Refugees in Lesbos

Calais is, of course, only one of several places along Europe’s borders where refugees gather. Another is Lesbos, where some people making the dangerous crossing from Turkey in flimsy boats end up. Many don’t make it, and drown at sea. Conditions on Lesbos are appalling. The island cannot cope with the numbers of refugees arriving. A few volunteer organisations try to help as best they can, but provision is woefully inadequate.

“There are thousands of children here and their feet are literally rotting, they can’t keep dry, they have high fevers and they’re standing in the pouring rain for days on end. You have one month guys, and then all these people will be dead”.

Those were the final words of Dr Linda on the phone, a doctor that our volunteer organisations (Help Refugees and CalAid) had asked to fly out to Lesbos in response to an emergency cry for help from an overwhelmed volunteer on the ground…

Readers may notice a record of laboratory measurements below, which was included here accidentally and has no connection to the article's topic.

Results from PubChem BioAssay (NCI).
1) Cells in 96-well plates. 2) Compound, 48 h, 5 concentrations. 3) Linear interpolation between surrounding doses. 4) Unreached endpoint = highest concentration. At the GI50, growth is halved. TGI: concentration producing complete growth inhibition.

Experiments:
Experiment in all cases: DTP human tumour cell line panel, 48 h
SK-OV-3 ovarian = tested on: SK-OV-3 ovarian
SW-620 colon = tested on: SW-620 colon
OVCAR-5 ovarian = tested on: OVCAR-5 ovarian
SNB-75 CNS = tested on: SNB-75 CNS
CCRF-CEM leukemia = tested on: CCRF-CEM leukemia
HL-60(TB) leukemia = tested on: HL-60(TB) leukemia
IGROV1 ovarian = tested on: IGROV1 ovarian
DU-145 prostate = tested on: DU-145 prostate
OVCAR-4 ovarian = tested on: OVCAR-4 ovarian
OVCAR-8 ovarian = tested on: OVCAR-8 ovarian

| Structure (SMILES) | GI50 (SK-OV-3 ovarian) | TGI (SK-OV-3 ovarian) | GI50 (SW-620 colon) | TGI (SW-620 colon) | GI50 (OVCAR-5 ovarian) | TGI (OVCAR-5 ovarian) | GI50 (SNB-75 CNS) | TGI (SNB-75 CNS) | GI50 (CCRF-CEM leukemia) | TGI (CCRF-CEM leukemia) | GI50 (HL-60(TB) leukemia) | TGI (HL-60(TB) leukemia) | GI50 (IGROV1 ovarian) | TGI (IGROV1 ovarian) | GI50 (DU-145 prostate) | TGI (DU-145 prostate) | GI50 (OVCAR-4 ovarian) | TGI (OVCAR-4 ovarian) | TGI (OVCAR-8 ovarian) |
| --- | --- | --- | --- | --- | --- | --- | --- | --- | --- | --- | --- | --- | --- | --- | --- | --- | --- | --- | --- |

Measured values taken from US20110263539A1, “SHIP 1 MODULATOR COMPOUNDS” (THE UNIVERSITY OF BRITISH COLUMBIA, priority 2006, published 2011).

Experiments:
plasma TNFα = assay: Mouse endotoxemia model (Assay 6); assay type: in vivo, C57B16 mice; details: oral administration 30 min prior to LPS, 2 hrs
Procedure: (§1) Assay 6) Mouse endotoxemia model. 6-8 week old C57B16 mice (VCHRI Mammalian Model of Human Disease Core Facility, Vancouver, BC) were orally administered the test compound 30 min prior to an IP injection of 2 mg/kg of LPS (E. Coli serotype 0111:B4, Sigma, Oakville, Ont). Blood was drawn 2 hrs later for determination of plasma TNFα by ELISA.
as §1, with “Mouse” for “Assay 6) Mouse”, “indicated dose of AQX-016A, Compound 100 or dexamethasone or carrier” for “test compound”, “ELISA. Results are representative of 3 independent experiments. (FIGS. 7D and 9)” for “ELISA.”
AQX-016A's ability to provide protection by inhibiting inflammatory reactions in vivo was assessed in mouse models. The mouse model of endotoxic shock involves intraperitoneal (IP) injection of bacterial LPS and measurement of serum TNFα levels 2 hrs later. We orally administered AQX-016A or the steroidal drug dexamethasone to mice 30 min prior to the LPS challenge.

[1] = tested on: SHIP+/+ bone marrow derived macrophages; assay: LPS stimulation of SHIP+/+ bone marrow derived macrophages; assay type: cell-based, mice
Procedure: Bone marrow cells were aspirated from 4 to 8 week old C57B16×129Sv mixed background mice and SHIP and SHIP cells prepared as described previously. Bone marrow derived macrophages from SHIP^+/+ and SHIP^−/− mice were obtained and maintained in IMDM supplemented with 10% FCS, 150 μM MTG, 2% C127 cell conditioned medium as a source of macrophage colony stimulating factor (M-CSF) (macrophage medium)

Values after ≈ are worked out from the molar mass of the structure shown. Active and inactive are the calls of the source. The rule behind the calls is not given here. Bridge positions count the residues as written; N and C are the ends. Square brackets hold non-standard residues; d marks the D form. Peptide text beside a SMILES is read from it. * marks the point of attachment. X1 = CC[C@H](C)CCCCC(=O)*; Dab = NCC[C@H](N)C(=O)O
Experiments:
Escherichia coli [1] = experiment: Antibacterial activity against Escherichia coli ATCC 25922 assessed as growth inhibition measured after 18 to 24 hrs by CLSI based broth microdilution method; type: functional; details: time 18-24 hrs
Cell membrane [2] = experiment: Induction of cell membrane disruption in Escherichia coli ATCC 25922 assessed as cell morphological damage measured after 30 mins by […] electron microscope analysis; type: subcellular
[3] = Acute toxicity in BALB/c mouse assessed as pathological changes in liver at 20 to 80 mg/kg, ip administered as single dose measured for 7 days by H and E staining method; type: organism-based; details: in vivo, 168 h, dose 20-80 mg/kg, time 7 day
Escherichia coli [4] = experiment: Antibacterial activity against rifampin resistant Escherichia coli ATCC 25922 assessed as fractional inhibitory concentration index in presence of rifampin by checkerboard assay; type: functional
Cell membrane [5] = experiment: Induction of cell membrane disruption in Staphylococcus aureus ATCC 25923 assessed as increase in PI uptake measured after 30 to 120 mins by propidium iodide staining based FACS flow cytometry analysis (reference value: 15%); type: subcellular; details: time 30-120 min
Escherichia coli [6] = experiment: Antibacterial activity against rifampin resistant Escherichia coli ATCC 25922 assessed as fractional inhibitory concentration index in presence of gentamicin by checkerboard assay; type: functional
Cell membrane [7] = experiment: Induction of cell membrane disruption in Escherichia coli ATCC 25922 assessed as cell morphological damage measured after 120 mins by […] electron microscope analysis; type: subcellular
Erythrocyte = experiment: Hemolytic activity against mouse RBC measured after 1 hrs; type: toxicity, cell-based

The situation in Moria [a refugee camp on Lesbos] is utterly catastrophic. I’ve had people holding half dead babies up to me the whole day and we have nowhere to send them. All the NGOs are inside and doctors only rarely come out. Tomorrow will be a disaster, there are no dry clothes for anyone, no shelter, there are children sleeping in bin bags, no food, no blankets, no diapers for babies. No access to drinking water for the people at the back of the line, people will sleep in the wet and cold tonight in the open air, half the people will wake up sick, some will die.

You can read more here.

Want to help? How to Help Refugees has a list of all the organisations working on Lesbos, and information about how to get involved.

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